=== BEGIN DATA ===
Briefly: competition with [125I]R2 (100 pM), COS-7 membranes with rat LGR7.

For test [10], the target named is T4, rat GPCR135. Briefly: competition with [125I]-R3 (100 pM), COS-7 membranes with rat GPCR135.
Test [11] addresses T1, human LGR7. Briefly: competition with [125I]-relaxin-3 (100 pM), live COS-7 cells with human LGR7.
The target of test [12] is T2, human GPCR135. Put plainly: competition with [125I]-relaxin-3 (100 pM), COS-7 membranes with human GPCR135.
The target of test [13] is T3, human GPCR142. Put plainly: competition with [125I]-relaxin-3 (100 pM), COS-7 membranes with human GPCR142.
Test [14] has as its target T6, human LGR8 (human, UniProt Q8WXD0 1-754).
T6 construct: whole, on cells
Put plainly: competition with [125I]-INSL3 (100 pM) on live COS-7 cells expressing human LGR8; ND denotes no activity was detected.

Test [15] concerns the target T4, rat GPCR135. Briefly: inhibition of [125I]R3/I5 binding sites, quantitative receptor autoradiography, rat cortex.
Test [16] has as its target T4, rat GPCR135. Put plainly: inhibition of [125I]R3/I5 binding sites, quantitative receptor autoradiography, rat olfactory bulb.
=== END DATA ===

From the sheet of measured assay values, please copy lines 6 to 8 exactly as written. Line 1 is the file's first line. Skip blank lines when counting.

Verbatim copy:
Test [14] has as its target T6, human LGR8 (human, UniProt Q8WXD0 1-754).
T6 construct: whole, on cells
Put plainly: competition with [125I]-INSL3 (100 pM) on live COS-7 cells expressing human LGR8; ND denotes no activity was detected.